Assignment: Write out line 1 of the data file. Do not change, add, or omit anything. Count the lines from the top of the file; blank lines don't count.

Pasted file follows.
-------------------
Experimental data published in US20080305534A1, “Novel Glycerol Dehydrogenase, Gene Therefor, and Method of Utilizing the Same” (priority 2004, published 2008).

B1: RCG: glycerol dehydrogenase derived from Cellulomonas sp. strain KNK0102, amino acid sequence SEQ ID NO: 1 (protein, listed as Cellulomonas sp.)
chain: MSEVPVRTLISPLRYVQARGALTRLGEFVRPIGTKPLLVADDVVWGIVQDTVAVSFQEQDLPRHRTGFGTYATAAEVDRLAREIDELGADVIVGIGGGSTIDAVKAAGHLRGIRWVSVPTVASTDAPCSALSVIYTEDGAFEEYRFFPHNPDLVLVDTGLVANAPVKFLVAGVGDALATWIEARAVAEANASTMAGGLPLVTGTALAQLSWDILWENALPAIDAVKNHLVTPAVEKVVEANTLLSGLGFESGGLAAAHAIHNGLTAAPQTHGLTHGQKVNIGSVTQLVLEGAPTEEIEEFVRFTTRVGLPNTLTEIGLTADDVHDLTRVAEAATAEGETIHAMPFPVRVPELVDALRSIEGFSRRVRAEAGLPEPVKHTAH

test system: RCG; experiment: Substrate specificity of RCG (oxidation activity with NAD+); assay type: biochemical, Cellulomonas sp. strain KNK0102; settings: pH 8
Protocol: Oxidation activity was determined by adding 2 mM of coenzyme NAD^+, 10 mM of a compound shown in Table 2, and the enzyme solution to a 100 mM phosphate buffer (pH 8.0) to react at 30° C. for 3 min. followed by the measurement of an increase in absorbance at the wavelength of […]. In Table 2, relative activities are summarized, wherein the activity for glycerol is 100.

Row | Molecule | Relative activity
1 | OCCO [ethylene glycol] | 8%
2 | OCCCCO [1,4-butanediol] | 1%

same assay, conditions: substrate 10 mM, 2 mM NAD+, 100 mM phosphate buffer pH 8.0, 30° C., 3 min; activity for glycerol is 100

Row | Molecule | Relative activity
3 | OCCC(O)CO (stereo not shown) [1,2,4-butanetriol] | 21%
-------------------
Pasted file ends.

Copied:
Experimental data published in US20080305534A1, “Novel Glycerol Dehydrogenase, Gene Therefor, and Method of Utilizing the Same” (priority 2004, published 2008).